After one of the wettest Mays on record, my sister Charlotte and I were lucky enough to wake up to a light breeze and some on and off mizzle (as we say in our native Cornwall) during our Saturday covering 26 miles of the Jurassic Coast in Dorset. This was our third of the five Carnsight charity challenges we’ve committed to in 2021, and I’m so pleased to say we did cross the finish line, raising £1,740 for Target Ovarian Cancer. It’s a charity that means a lot to me, as we lost our wonderful mother to the disease 10 months ago.
Although we both love hiking, the lockdowns have definitely taken their toll on my activity levels and my walking boots had been lying untouched for a fair few months before the day. I laced them up early on a Saturday morning, grabbed a waterproof and Charlotte and I were driven down to the starting line by our other sister, Emily, who acted as support crew.
I’d volunteered at and taken part in mass events such as the Moonwalk in the past, and the post-Covid Jurassic Coast Challenge had a surreal air about it by comparison, with no jostling, and ample space given to everyone at the start and all along the way. Nethertheless, the atmosphere was positive and supportive, and we set off feeling optimistic, if a little emotional.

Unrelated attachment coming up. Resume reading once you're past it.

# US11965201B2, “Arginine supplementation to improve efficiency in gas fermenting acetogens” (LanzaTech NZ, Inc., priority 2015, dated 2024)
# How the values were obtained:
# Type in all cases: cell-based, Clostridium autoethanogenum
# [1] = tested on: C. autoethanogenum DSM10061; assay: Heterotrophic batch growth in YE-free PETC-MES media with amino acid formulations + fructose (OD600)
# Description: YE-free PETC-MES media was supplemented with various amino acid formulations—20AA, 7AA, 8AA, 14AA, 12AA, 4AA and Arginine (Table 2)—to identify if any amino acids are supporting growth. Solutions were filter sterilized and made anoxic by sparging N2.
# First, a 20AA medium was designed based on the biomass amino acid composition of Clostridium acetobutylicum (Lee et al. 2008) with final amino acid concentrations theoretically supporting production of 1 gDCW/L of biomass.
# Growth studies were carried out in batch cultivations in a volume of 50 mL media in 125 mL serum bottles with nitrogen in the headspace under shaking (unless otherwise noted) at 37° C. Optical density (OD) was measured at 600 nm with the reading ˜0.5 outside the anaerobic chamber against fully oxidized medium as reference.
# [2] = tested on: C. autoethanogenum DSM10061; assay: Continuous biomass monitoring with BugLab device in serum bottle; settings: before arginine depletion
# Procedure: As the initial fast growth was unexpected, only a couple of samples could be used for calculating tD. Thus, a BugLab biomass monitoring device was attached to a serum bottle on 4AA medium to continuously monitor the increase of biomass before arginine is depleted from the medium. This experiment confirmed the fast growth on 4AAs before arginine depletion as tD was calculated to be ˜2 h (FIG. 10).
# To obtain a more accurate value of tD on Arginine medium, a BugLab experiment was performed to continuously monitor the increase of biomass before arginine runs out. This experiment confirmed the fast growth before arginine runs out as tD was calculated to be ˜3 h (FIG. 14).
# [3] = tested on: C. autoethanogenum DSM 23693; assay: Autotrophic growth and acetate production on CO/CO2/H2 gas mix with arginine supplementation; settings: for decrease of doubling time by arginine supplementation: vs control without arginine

We wound through beautiful Dorset towns and villages, such as Corfe Castle, before heading along the edge of Swanage, alongside the sea. The route was less coastal than we thought overall (later stages were more so) but certainly took us through some varied terrain and stunning views, particularly as we climbed higher.
The halfway point was welcome for food and a cup of tea (in true British style), a quick sit down and some extra plasters. But we tried not to stop for long before we set off again, this time through woodland, valleys and farmland.
At around 19 miles, the going got tougher. We were on a narrow, chalky path going steadily uphill for what seemed an age, with the distances between mile markers appearing to stretch out further and further. It was time to grit our teeth and keep up a steady pace.
Eventually it widened out and path became fields; uphill became downhill. A field of inquisitive bullocks became our next challenge. Luckily I’d picked up a few things from my rural village life and we grabbed a big stick to keep them at bay. We were also lucky enough to pass through some beautiful villages, such as Langton Matravers. I’m sure we’ll be back.
The 26 mile marker was a very welcome sight – starting as a speck in the distance and gradually becoming readable – and I’m sure we sped up as we passed it, through a gorsey landscape. And then we seemed to carry on and on, scanning the distance for the finish line which eventually came into view.
A medal, a cheer and a big veggie burger awaited us, as did Emily. Five and a half hours after starting our section of the Jurassic Coast Challenge, we toasted our blisters and our wonderful mother with a glass of prosecco.